- We honestly don’t know if Greff running into the camp shouting “TROLLS!!!!” like something out of Monty Python is a great or awful moment but it amused us much so it’s going in the Good section.
- Slean has an unfeasibly wide range of grumpy faces throughout the episode but this was the best. Great shot.
- The final battle scene was pretty good too, directed with a sense of urgency and power that pretty much disguised the lack of blood and the lack of raiders. There was still a little bit a “Sealed Knot slumming it as Vikings” vibe but overall it was an exciting sequence. And we got another expression to savour from Slean…
- Beowulf is getting beaten up by everybody! Why has our hero become such a wuss?
- The family tiff at the smithy was cringingly stilted.
- The campfire camaraderie scene with the miners, Beowulf and Breca was pretty awful too. Breca’s anecdote was hardly the stuff of legend… Maybe it’s the way he tells ’em (like he’s learning his lines phonetically because he doesn’t actually speak English).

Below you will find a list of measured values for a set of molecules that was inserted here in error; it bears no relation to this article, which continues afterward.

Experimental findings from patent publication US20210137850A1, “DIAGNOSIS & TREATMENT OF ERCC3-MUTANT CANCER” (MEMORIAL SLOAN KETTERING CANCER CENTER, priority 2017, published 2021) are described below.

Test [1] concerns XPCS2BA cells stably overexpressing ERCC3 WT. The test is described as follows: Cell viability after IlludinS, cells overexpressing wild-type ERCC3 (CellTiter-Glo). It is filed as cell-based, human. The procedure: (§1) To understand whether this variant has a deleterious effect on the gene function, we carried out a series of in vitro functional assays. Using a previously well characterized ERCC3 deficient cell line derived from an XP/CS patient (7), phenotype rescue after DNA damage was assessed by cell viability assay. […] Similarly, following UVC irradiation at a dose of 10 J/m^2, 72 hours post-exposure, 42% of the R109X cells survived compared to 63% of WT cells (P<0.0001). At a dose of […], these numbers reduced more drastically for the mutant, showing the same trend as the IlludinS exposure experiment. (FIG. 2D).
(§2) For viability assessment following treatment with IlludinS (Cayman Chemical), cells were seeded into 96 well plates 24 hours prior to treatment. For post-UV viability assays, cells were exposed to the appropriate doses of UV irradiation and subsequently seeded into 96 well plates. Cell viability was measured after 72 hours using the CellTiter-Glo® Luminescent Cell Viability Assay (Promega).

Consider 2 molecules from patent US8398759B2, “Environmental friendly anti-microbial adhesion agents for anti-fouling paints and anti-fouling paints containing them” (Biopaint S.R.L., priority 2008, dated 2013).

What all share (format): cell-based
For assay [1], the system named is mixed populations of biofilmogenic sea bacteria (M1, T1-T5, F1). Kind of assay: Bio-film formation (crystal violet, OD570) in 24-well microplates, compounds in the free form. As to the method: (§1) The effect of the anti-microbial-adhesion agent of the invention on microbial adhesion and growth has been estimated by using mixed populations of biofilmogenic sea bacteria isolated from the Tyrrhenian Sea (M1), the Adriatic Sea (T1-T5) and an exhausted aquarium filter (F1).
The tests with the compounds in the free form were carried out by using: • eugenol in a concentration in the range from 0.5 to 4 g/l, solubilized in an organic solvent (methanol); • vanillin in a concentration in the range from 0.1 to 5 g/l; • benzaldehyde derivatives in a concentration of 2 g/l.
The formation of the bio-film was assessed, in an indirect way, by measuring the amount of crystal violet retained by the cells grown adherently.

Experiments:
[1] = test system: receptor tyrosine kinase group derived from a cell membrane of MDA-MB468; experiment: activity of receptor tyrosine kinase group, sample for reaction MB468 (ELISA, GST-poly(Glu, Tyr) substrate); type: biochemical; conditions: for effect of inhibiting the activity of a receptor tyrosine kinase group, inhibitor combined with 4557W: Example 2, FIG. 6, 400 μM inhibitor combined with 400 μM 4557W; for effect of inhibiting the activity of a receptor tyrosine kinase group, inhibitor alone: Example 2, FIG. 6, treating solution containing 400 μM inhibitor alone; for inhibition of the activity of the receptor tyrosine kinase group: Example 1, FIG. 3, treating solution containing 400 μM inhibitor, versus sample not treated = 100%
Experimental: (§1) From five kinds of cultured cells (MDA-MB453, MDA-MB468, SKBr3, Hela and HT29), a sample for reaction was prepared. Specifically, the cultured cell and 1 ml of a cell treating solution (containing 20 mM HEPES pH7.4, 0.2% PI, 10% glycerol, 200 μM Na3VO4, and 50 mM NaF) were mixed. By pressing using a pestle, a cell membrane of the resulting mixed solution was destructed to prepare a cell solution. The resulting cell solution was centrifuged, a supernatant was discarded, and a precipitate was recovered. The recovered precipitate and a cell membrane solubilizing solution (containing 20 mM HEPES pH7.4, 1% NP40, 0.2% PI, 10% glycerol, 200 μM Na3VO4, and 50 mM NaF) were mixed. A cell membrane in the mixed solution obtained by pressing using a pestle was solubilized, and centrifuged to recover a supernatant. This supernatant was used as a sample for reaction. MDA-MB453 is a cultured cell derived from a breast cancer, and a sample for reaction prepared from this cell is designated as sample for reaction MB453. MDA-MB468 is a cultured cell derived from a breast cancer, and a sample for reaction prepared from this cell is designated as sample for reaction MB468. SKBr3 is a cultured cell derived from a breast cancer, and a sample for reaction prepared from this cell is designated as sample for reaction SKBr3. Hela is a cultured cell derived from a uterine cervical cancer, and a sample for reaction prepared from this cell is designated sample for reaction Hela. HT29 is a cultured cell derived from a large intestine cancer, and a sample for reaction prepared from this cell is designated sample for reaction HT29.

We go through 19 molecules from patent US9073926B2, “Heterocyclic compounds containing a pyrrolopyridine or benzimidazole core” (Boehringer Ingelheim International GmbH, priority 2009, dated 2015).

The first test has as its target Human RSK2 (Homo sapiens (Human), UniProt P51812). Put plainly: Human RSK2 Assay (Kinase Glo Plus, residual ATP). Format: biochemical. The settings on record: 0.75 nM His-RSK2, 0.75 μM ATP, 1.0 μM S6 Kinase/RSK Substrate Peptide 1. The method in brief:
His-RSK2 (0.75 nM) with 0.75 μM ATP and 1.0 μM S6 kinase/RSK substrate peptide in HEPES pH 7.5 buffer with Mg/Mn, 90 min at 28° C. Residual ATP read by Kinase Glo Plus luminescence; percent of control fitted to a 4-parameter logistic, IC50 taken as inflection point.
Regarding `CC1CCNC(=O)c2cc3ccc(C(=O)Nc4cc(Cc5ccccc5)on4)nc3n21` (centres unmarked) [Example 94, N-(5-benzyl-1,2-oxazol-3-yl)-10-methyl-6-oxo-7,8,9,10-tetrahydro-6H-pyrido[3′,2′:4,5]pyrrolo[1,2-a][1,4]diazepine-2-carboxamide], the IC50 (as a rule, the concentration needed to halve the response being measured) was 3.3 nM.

- Bregan looked a little like Disney’s Viking World area in a theme park.
- There’s something inherently anti-dramatic about salt. The more times they said the word “salt” the more ludicrously mundane it sounded. “We’re going to need more salt,” doesn’t quite have the same clout as “We’re going to need a bigger boat.”
- There was an awful lot of padding in the troll storyline; Beowulf felt like he was being fobbed off with the B-plot.
And The Random:
- So Varr was once with the Varni? Maybe his name is a nickname, in that case: he’s a “var” in Herot. It’s not clear if he was born Varni or merely served with them for a while. Either way, this unexpected piece of information about his past is clearly paving the way for something significant in the next few episodes.
- The Wulfing raiders are based on the Wulfings or Wylfings (the name means “wolf clan”) who are a powerful clan in the original Beowulf poem.
- Saray, Abrecan’s other half, is clearly a woman with a shady past, though if she’s as hard and worldly wise as she makes out why does she keep letting Abrecan send her away when the men need to talk?
- It’s amazing how colour coordinated all these Viking clans are, isn’t it? Bregan is obviously situated near a plentiful supply of woad.
- Cliché of the week: in any fight scene that takes place in a historical period before the invention of the fridge a table of fruit must go tumbling. And this was the guy who was later grumbling about their attack being a failure. Maybe if he’d wasted less energy intimidating apples things would have gone better.
Review by Dave Golder